7 December 2010

Top 10 (17) Big Movies In 2010 I Had No Desire To See

Just like last year, time to document how Hollywood failed to win me over.

These are the films that, despite a reasonable pedigree and decent intentions on the part of the filmmakers, I'd rather twist an ankle or get several paper cuts than go see.  Why?  Because there's nothing there.  No charm, no magic, no reason for being released in a theatre at all.  Their mediocrity is evident on a molecular level. 

Now some of the films listed below I'll no doubt one day watch on television, and one of them I was taken to on a family outing already.  These aren't bad films.  These aren't Bounty Hunter, or Sex And The City 2, or Saw3D.  Bad films of that sort creep out of their icky genre ghettos every year and are indicative of nothing.  Rather, what I find enlightening, is how many bread-and-butter pictures can be put out that should be slam dunk given the talent involved and yet don't have a clue about how tired, derivative, or uninteresting they are.


There are no sequels or remakes (per se) on this year's list, which is interesting.  All the mediocre dreck listed below is original mediocre dreck, at least ostensibly.  In the case of such films as Alice In Wonderland and Robin Hood, they are adapted dreck.  I couldn't limit the list to ten, just couldn't, but I did break it down into only ten spots.  Lumping together the formula pictures made it pretty easy.   "Obnoxious male and female mega-stars in high-octane espionage action film"?  Ugh. 

As for stuff I liked this year, sure, it existed.  I was entertained by Iron Man 2, How to Train Your Dragon and Harry Potter 7.5 and suitably if rather clinically impressed by Inception and Black Swan. Toy Story 3 was Pixar, so yada, yada, yada.  I'll see True Grit soon, too, cause the Coen Brothers are always worth a look.

10. Alice In Wonderland

Oh, Timmy, you're so weird.  Imagine.. making a career out of not caring about characters or scripts or anything that actually holds a movie together.   And, yeah, the visual junk is weird, too... I guess.

"Mr. Burton... we're ready to shoot... um, y'know... movie stuff?"

9.  Unstoppable/Book Of Eli

Far be it from me to knock the incredible Denzel.  I like him.  He's fine.  He's the black Harrison Ford with slightly less grump and better luck with projects.  But the flicks he chooses, or that choose him, are so relentlessly vapid:  swishy camera, color-tint, saturation, commanding Denzel line reading, swishy camera, color-tint, saturation, commanding Denzel line reading.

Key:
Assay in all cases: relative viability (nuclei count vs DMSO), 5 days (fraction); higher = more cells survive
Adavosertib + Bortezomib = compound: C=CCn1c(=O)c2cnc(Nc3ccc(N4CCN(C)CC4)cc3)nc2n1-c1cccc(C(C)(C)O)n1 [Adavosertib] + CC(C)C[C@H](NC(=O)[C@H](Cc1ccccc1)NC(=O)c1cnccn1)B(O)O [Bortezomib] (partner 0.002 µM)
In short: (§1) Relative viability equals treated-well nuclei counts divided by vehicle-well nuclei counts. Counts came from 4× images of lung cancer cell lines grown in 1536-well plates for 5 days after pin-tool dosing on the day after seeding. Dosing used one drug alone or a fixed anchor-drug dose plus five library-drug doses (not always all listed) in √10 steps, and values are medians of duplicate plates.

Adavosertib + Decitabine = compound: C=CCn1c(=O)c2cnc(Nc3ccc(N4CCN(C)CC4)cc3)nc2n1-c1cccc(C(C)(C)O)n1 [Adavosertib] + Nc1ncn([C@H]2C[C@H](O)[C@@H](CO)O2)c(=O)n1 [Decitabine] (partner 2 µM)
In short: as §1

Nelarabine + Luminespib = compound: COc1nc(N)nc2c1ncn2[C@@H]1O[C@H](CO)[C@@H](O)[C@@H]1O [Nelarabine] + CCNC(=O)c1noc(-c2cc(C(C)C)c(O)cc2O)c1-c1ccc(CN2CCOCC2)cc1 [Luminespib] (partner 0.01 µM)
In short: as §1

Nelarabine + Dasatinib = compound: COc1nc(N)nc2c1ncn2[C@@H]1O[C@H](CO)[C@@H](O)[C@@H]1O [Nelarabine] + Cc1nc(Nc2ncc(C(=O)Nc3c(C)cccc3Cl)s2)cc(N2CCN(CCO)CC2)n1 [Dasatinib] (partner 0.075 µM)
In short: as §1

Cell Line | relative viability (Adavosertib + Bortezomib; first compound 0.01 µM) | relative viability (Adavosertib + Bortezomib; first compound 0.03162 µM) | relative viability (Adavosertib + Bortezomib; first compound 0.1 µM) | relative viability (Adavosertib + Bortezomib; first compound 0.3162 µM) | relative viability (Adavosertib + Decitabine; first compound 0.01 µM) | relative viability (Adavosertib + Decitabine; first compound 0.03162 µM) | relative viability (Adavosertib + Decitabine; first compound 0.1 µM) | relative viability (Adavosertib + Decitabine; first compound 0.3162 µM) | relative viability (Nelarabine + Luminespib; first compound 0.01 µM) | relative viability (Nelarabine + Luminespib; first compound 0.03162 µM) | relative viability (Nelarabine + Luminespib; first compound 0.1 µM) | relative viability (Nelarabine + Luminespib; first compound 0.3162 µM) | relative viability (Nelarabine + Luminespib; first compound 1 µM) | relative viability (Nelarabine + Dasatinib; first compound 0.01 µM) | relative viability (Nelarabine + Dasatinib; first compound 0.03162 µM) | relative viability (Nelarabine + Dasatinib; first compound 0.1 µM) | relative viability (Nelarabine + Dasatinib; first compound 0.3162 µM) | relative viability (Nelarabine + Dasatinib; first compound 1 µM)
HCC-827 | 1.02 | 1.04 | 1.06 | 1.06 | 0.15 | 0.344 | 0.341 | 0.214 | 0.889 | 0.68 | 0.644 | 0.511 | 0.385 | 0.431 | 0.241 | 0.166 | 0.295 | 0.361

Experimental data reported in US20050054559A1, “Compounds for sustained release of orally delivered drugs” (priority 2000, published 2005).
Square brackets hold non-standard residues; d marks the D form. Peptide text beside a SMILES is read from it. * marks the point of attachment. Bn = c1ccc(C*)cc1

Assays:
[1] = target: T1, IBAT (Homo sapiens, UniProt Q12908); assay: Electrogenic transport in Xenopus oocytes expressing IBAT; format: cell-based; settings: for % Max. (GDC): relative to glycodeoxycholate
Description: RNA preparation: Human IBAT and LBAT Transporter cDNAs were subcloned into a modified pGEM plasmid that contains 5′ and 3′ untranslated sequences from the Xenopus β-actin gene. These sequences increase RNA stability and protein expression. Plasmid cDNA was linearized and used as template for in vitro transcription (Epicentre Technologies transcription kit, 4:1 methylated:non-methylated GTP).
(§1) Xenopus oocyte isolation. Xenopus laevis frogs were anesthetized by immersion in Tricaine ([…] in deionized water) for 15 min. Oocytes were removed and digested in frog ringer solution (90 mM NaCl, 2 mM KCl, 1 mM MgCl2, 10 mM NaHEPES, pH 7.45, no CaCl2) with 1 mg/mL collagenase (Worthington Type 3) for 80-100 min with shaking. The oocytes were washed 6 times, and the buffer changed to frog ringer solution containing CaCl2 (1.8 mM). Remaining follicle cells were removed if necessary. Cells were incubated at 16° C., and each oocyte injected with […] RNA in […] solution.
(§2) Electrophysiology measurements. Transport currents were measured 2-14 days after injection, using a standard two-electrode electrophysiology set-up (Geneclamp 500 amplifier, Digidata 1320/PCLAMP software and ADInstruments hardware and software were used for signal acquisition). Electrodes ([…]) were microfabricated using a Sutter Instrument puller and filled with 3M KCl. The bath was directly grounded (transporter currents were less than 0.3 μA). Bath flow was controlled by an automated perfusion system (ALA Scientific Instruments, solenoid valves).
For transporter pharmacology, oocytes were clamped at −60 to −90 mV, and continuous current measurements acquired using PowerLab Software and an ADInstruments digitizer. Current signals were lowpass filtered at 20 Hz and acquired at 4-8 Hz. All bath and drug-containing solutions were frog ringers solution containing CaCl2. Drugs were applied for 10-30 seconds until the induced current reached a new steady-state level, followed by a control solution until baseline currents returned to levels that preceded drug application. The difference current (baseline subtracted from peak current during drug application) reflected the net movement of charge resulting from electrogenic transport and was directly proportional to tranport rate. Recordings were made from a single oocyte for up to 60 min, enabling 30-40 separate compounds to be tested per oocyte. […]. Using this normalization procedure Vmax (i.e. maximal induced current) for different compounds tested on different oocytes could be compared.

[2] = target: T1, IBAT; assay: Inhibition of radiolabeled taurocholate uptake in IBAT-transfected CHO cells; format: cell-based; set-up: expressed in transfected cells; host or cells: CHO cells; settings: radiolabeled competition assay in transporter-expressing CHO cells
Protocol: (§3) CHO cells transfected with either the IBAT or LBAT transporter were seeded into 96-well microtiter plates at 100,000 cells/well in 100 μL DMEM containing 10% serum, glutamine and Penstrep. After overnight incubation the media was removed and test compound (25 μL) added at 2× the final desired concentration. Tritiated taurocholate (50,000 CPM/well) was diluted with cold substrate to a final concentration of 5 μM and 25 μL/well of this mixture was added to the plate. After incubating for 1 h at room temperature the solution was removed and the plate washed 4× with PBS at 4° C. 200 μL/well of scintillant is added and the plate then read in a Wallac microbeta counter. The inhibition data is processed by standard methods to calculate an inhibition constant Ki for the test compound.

Google Images fails me again.  On the bright side,
apparently, handsome black actors really are unstoppable.

8.  Shrek Forever After/Tangled

Poor Disney.  They've been cross-contaminated.

It's not just the fact that Tangled is CGI, but that its ads also hint at emphasizing Shrek-style attitude.  No hint all of an involving, emotionally-diverse story, just gags, gags, gags.  Do they even sing in this one?  I have no idea. 

"You hear that, Buttercup?  We're going to the magic land of 'Computer'!"

7. Secretariat

Is this a trend now?  Horse movies?  Did a film producer really say--out loud-- "Hey, y'know that Seabiscuit movie sure went over big. I'm gonna guess that wasn't just novelty; I see a demand here.  Uplifting horse racing movies."

Apparently, big year for princesses and horses in the 
movies... just like the Internet every year.

6. Robin Hood

"Less colour, less adventure! Roll 'em!"

Hey, here's one thing didn't the Errol Flynn film definitely didn't have: poo storm.

5.  The Killers/Knight And Day

These two flicks came out a month or so apart, as I sketchily remember, providing their only entertainment factor: watching the least likable A-listers who've ever lived fail in exactly the same way as the least likable B-listers who could be bothered.

Every single picture I Googled for Knight And Day had them 
on a motorcycle... is that all that happens in this damn movie?

4.  Red/The Expendables

What's really sad about this pairing is that it should be a trio.  The movie The Losers should be included here, too, since it too was a slick, glibly violent movie about charming, quippy killers in a world of less humorous (and hence less adorable) killers who are all out to kill them instead.  I made the wife rent The Losers cause I mistakenly thought it might be good since it was free from star egos. Naw, nothing makes this sub-genre of barfy cute movies about "bad-ass" killers palatable.  Least of all stars, though.

Add Oscar winner for hilarity.

3.  Prince Of Persia/ The Soreceror's Apprentice

This year's PG-13, CGI POS's headed to TV and DVD PDQ.

And so the king looked out over his CPU processing power, and it was good.

2. Green Zone / Salt / The American / The Tourist

Here come the stars again, only the espionage action this time is thoughtful instead of ridiculous.  And by "thoughtful" I mean rote.  And by "rote" I mean "Je*** * f***** C***t!  Do I have to watch another of these not-tense-in-any-way, desaturated, shaky-cam nightmares!?!!"

If you can get a beautiful person to run through this scene 
while being chased by gunmen, apparently you have a movie.

1. Kick-Ass

In the top spot this year, a cheat.   Darn it, I'm just not ready for the superhero genre to be deconstructed yet.  Leave my men in tights alone!

Dweebs, c'mon!  Figure it out already, and tell Scott Pilgrim while you're at it: we should want to disappear inside the story, not inhabit and comment on it!  Gah!

"F*** you, Blog Guy."

1 comment:

Jacob Spickelmire said...

Kick-Ass wasn't bad -- a bit overrated & contrived, but not bad. The others, however, were quite terrible, or atleast the ones I saw were.